326 | The Commission estimates that the types of administrative cooperation will increase in number after adoption of the new directive (more requests for information, spontaneous information, automatic exchanges, simultaneous checks, auditors in another Member State's offices, and sharing of information). |
327 | The nature of the subject requires a common approach to conditions and rules of procedures, principles and tools that can only be achieved by a common legal act. |
The proposal therefore complies with the subsidiarity principle. |
Proportionality principle The proposal complies with the proportionality principle for the following reason(s). |
331 | The proposed action only sets out common rules of procedures and instruments to facilitate day-to-day administrative cooperation between Member States, which therefore remain entirely responsible for their internal organisation and allocation of resources, for which cases are covered by international administrative cooperation and for what use is made of the results. |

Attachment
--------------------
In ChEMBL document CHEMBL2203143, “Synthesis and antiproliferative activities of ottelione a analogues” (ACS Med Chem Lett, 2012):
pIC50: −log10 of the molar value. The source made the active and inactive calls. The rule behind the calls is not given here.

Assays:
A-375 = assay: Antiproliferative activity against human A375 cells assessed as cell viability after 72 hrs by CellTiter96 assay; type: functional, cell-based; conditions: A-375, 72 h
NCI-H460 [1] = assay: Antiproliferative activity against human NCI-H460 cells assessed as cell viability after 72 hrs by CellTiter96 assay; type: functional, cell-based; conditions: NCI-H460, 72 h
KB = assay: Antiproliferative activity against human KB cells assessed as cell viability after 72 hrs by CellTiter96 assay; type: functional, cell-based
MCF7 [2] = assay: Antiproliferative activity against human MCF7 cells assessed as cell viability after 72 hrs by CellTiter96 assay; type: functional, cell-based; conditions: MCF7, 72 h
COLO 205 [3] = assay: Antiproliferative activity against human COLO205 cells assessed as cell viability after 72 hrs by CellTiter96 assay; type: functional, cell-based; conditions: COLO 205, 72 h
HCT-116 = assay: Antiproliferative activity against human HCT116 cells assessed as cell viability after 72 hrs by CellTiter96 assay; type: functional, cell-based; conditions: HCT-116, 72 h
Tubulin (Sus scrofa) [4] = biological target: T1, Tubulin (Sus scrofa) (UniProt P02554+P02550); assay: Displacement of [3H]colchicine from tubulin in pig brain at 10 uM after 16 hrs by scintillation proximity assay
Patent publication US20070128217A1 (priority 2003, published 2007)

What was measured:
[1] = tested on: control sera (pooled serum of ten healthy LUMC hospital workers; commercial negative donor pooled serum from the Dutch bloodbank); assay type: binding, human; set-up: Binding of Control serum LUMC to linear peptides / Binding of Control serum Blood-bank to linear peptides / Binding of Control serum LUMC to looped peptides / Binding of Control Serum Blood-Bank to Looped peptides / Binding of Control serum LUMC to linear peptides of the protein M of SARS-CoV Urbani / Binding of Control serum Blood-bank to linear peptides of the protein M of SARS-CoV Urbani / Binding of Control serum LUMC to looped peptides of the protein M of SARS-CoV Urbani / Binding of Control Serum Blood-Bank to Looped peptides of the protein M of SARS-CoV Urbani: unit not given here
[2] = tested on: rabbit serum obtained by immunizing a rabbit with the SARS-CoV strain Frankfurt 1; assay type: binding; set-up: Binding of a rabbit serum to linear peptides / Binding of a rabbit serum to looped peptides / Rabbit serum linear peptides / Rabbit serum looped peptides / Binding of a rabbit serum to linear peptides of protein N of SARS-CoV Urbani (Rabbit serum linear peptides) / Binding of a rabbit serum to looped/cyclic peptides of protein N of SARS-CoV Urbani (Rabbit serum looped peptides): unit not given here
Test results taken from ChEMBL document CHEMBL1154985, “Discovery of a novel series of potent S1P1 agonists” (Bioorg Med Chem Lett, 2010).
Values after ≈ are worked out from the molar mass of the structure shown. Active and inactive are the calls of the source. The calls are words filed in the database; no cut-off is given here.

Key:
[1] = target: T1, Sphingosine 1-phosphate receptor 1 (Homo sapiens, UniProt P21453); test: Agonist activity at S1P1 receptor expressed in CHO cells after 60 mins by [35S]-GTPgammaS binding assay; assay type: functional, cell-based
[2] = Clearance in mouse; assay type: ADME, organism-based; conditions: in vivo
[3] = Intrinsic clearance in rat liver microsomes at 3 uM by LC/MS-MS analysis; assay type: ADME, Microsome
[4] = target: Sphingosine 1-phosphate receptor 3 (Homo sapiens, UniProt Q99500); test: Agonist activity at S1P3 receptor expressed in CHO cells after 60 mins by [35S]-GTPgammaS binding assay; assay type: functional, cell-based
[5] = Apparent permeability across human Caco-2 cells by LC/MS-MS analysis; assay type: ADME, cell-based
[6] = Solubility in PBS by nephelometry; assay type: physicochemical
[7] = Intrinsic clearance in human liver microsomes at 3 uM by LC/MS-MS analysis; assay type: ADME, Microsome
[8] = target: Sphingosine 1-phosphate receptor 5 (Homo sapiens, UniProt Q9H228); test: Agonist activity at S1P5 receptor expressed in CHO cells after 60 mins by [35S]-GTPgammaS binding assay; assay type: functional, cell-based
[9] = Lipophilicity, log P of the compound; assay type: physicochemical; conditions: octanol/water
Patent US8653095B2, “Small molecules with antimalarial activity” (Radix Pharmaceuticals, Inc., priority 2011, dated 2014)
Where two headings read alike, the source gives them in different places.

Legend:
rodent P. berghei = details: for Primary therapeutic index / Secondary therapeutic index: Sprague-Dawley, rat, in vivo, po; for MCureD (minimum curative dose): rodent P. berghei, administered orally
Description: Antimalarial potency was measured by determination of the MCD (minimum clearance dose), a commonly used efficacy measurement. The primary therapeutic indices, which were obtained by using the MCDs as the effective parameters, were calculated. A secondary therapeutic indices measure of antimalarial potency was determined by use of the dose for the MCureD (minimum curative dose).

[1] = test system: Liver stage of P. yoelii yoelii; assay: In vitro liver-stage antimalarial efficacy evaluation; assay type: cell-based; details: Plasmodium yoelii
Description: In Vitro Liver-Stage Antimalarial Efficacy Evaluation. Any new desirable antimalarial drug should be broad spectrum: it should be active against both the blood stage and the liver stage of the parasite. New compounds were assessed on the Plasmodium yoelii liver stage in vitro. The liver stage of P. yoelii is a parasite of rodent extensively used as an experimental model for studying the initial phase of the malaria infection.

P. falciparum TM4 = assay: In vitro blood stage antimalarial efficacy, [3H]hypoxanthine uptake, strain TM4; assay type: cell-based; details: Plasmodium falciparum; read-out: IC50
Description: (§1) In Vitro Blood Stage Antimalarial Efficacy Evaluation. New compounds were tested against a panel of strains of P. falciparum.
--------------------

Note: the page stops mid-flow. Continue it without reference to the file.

332 | The proposed action will not mean any additional financial and administrative burden for the Community, national governments, regional and local authorities, economic operators and citizens, but should on the contrary rationalise human and financial costs by creating a common approach to international administrative cooperation. |
Choice of instruments |
341 | Proposed instruments: directive. |
342 | Other means would not be adequate for the following reason(s). This proposal's aim is to reinforce, strengthen and modernise the provisions of the existing Directive in order to achieve a better functioning of the internal market and a more effective administrative cooperation. For this reason it is necessary to replace the Directive's rules in force. The appropriate legal instrument in this case is the directive. |
BUDGETARY IMPLICATION |
409 | The proposal has no implication for the Community budget. |